Justice Elena Kagan, Associate Justice of the U.S. Supreme Court

Justice Elena Kagan

Associate Justice U.S. Supreme Court

Elena Kagan was born in April 1960, in Manhattan, New York. She earned an A.B. from Princeton University and a B.C.L. from Worcester College, Oxford University.  She obtained her Juris Doctor from Harvard Law School. 

Kagan worked as a law clerk at the U.S. Court of Appeals for the District of Columbia Circuit, and for Justice Thurgood Marshall of the U.S. Supreme Court.  She entered into the private practice of law.

She became an assistant professor of law at Harvard and was tenured as a full professor four years later. Her interests focused on administrative law, including the role of the President of the United States. For four years she served as President Bill Clinton’s Associate White House Counsel and Deputy Assistant to the President for Domestic Policy and Deputy Director of the Domestic Policy Council. 

She returned to Harvard, becoming the first female dean of the Harvard Law School where she served six years.

Kagan returned to government, where she served two years as Solicitor General of the United States under President Obama.

In May 2010, President Barack Obama nominated Kagan to succeed Supreme Court Justice John Paul Stevens. She was confirmed by the Senate and sworn in by Chief Justice John Roberts in August 2010. She is the first justice appointed without any prior experience as a judge since William Rehnquist in 1972. She is the fourth female justice in the Court’s history.  

Justice Kagan has never married and has no children. She lists her faith as Conservative Judaism.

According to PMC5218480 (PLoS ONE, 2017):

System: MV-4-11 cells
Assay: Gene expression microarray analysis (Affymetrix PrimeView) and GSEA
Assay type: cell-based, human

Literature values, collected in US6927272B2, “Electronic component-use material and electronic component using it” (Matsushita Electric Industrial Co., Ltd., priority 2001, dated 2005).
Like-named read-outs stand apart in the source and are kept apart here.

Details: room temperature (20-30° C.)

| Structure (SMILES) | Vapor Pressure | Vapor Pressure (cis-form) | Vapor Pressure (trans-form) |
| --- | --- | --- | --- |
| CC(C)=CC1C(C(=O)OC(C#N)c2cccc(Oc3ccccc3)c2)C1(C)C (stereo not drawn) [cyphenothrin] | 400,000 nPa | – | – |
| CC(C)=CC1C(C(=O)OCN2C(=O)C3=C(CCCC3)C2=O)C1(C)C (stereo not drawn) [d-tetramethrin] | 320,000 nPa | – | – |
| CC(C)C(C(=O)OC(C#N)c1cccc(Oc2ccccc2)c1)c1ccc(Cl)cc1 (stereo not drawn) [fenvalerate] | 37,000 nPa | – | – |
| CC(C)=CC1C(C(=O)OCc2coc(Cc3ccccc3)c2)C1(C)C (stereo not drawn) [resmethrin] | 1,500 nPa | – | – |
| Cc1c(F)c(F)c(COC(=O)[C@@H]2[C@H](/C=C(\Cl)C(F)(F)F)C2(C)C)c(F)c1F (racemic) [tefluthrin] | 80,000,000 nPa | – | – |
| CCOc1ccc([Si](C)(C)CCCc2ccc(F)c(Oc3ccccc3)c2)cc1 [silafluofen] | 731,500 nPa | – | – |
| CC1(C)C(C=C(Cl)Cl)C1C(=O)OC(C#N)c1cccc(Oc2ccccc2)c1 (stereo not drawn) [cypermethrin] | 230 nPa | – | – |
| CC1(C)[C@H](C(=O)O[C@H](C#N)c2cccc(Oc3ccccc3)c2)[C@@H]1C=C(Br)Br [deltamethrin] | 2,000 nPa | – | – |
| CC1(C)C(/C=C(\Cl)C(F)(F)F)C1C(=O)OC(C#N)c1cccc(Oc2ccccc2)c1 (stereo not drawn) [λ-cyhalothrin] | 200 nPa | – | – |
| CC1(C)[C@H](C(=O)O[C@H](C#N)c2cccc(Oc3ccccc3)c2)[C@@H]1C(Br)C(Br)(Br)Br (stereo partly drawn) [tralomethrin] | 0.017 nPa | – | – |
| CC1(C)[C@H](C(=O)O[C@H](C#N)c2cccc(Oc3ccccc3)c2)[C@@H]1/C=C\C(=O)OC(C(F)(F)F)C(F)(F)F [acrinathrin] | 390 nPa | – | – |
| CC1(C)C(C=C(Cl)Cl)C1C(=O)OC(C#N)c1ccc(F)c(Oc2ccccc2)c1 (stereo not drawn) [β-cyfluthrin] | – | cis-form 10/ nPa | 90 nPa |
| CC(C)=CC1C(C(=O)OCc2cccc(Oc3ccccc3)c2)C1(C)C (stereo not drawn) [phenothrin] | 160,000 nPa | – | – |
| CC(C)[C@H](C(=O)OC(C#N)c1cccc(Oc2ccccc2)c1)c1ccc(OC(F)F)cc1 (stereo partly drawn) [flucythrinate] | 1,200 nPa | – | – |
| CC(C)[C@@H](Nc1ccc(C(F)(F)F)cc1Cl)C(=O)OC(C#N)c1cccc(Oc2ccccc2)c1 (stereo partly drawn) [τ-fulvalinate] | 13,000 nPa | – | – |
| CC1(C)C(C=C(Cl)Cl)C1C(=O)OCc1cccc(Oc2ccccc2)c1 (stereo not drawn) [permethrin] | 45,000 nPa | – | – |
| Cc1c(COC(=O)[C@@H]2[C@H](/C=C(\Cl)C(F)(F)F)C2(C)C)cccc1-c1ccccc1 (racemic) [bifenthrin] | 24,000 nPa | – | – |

In the News…

The Supreme Court issued a unanimous ruling for the heirs of a Holocaust survivor seeking to retrieve a painting by a French impressionist that was stolen by Nazis during World War II. 

The high court’s nine justices were presented with the question of what law federal courts should use when hearing claims brought under the Foreign Sovereign Immunities Act. 

Justice Elana Kagan wrote the 9-0 ruling, arguing that state law should be followed in accordance with the decision rather than federal. 

“The path of our decision has been as short as the hunt for Rue Saint-Honoré was long,” Kagan said, referring to the painting sought by the heirs of a German Jewish art dealer. 

The high court’s ruling does not end the dispute over the painting because the case was remanded to lower courts, but it marks a procedural win for the heirs.

Contact this Leader…

Did you pray for Justice Kagan today? You can let her know at:

The Honorable Elena Kagan
Justice of the United States Supreme Court
1 First Street NE
Washington, DC 20543


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